It’s about to be a brand new year. As 2017 ticks over into 2018, it seems like a good time to look back and review what we’ve been up to. ConTabs only really got underway quite late in the year and it’s no way near finished, so let’s call this an interim review. Still, we can see where we are, how we got here, who we met along the way, and where we might go next.
As I write this, it’s late in the evening of the 31st of December. It’s blowing a gale outside. I’m on the sofa with a (rather flatulent) dog, but otherwise alone. My son is in bed and my fiance is working a night shift. In other words, it’s the perfect time to get a bit reflective. So let’s get stuck in…
What ConTabs looks like now
var table = Table<Planet>.Create(Planets);
table.TableStyle = Style.Heavy;
table.Columns.FormatString = "###,###,###0 km";
table.Columns.Hide = true;
table.Columns.FormatString = "0.00 days";
table.Columns.LongStringBehaviour = LongStringBehaviour.TruncateWithEllipsis;
table.Columns.LongStringBehaviour.Width = 45;
Running it produces this…
# Name # DistanceFromSun # OrbitalPeriod # Fact #
# Mercury # 57,909,227 km # 88.00 days # Mercury is the smallest planet. #
# Venus # 108,209,475 km # 225.00 days # Venus is the hottest planet. #
# Earth # 149,598,262 km # 365.24 days # Earth is where we live #
# Mars # 227,943,824 km # 693.50 days # Mars is also often described as the "Red P... #
# Jupiter # 778,340,821 km # 4343.50 days # Jupiter is the largest planet. #
# Saturn # 1,426,666,422 km # 10767.50 days # Saturn is best known for its fabulous ring... #
# Uranus # 2,870,658,186 km # 30660.00 days # Uranus became the first planet discovered ... #
# Neptune # 4,498,396,441 km # 60152.00 days # On average Neptune is the coldest planet #
In this demo, we’re using the following features:
- Styling, to change the characters that make up the table
- Format strings, to change the way numbers are displayed
- Column hiding
- Long string handling, to truncate strings too long to display
The original aim of being able to generate tables with two lines of code still holds true, but now we have a lot more flexibility when we need it. The column-related features in particular are motivated by a desire to facilitate consumption of data types that exist for other purposes, without the need for throwaway intermediaries.
Another principle is extensibility. Where possible, consumers should be able to implement their own versions of built-in functionality. This is exhibited by the styling system, which provides simple means to tweak the predefined styles, or to specify something entirely new.
At this point, it’s important for me to doff my cap to a few people who’ve made valuable contributions to the ConTabs project:
- Lukáš Novotný (aka Kukkimonsuta) came to my rescue when I was struggling to get .NET Standard and Nuget to play nicely together.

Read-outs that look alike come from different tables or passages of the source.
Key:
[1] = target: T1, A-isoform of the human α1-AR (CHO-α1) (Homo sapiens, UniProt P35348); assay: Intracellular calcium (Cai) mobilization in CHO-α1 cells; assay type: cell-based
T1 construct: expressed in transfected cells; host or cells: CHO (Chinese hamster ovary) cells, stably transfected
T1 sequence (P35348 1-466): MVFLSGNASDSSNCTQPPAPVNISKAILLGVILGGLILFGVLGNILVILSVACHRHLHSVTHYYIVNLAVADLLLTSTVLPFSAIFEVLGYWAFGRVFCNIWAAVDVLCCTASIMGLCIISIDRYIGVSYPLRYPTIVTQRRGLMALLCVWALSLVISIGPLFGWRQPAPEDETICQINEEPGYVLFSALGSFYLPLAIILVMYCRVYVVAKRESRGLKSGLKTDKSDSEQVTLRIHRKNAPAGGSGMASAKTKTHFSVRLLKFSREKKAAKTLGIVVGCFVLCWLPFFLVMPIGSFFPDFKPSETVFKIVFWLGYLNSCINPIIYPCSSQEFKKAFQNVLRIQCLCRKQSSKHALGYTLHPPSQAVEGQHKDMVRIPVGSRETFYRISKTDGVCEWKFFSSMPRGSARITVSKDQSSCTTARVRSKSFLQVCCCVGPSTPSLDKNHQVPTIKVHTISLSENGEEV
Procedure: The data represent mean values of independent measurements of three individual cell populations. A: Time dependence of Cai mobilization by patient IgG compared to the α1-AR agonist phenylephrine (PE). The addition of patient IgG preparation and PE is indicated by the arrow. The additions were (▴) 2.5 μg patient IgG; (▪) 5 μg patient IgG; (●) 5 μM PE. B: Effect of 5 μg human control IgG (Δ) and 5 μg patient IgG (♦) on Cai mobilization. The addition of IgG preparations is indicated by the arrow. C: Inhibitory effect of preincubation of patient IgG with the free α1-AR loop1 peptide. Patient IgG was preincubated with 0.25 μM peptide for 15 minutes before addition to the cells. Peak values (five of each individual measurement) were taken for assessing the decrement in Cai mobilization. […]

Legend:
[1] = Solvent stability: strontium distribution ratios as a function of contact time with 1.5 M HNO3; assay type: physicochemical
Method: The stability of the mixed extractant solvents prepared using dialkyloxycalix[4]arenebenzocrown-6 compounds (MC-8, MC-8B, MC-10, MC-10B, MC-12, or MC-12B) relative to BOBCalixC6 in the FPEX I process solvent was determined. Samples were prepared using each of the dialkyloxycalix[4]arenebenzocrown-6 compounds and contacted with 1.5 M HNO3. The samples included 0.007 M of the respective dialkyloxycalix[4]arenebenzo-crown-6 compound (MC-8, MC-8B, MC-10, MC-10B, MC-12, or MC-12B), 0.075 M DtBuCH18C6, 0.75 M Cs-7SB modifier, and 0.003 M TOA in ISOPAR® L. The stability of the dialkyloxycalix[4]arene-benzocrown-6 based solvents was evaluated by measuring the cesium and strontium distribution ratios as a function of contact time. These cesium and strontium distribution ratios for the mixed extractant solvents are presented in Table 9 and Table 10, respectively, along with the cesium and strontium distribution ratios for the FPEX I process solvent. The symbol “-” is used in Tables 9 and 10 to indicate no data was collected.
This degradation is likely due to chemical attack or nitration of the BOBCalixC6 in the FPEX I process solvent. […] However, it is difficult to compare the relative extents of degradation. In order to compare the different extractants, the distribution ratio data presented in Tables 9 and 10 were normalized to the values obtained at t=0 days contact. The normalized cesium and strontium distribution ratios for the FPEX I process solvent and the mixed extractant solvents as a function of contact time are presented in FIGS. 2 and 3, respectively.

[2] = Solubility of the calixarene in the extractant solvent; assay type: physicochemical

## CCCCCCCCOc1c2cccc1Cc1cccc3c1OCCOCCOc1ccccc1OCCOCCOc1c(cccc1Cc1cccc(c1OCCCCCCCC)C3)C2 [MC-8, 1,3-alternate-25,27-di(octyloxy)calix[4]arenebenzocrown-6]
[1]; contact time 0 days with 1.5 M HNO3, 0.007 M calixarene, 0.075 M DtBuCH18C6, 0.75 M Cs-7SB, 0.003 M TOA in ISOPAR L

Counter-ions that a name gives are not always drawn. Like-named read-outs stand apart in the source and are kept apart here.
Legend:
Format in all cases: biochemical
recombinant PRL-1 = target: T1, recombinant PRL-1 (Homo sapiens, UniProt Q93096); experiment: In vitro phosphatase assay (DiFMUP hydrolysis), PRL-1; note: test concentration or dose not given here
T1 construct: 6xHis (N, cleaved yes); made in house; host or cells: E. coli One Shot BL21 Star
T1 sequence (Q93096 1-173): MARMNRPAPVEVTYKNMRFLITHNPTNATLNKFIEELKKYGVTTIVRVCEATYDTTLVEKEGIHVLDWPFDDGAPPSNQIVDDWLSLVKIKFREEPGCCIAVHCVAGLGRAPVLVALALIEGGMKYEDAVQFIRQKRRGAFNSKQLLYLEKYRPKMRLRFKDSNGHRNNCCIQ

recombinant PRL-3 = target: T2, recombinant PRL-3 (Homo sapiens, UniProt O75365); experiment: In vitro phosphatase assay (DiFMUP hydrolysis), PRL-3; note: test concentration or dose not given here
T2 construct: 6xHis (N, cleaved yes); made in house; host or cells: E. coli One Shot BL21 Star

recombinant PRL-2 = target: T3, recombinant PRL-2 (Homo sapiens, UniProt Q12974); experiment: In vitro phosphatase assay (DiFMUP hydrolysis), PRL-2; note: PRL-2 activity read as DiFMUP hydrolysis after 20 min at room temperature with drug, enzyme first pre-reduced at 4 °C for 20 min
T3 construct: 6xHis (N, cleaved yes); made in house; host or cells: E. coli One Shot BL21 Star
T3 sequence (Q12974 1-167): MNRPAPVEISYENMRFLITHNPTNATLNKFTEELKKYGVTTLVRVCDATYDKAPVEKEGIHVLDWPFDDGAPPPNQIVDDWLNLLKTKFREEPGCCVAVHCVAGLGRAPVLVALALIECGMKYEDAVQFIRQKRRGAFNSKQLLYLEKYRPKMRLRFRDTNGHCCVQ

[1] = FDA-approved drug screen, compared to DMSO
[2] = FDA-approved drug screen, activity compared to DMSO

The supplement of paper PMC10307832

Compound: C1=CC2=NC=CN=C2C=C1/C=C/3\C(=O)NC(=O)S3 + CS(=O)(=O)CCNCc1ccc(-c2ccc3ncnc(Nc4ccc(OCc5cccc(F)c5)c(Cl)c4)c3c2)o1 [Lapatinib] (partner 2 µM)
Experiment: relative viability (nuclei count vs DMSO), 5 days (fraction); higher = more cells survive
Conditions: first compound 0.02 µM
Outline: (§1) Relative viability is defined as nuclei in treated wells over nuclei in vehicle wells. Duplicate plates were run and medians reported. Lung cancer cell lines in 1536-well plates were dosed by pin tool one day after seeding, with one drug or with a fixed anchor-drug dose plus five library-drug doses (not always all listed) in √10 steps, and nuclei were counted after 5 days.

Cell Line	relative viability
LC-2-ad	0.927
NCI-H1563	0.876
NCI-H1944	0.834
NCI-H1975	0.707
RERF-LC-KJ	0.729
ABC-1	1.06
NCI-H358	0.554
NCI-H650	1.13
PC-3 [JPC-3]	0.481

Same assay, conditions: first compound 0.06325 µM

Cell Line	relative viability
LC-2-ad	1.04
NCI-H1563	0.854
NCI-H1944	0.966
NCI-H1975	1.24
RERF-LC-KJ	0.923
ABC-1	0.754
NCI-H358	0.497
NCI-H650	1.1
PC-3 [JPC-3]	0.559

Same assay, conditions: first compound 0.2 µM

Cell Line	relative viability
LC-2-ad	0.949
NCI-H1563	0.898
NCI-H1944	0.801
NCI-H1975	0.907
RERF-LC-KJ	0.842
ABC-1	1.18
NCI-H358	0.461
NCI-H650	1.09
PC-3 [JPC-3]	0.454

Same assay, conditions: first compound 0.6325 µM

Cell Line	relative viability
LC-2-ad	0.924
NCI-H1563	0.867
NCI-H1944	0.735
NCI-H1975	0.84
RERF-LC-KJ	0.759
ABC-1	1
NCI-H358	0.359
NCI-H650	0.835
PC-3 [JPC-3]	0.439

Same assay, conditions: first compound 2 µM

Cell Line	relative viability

- The GitHub user known variously as rahl0b10 / geekmdio implemented functionality to throw an error when ConTabs can’t find any public properties and has been an active contributor to some design decisions.
- Patrick Smacchia at NDepend was kind enough to grant me an NDepend license, which has been really valuable in my quest to keep the code clean and maintainable. (More on this below.)
Huge thanks to all three of you. I really hope our paths cross again in 2018. As we’ll see, there’s plenty to do…
What’s on the roadmap?
There’s still plenty of functionality left on the table. The list of issues on GitHub is pretty complete, but the big ones are probably:
- Changing column headers
- Arbitrary ordering of columns
- Alignment of data within columns
There has also been talk of a new “builder syntax”, which looks as though it might be a more pleasant way of constructing tables.
All told, there’s plenty to keep us busy and new contributors are always very welcome. (If you’re interested, see our guide for contributors.)
What have we learnt along the way?
As I said in my initial blog post, ConTabs has always been at least partly an opportunity to learn about some aspects of modern .NET development. In the blog series so far, we’ve covered:
- Cloudy continuous integration with AppVeyor, using Git commits to trigger builds, run tests, and execute other payloads…
- These payloads can include OpenCover and coveralls.net, which I used to send code coverage data to Coveralls.
- The challenges of publishing a .NET Standard package to NuGet and a correction based on assistance I received from the community on Reddit.
- Using NDepend to perform static analysis on ConTabs, which has allowed me to identify and correct a number of issues with the code.
Future ConTabs blog posts
Looking ahead, it’s hard to know exactly what shiny things will grab my attention, but I have a few ideas. For a start, I consider my inability to get code coverage data into NDepend to be a bit of a loose end. I’d also like to write a little more on the topic of the .NET ecosystem – focusing on .NET Standard and how it fits in with .NET Framework and .NET Core. Finally, I’m hoping to be able to write about ReSharper at some point too (fingers crossed!)
In other words, this review does not signal the end of either ConTabs development or blog posts in this series. 2018 is going to be a great year – watch this space!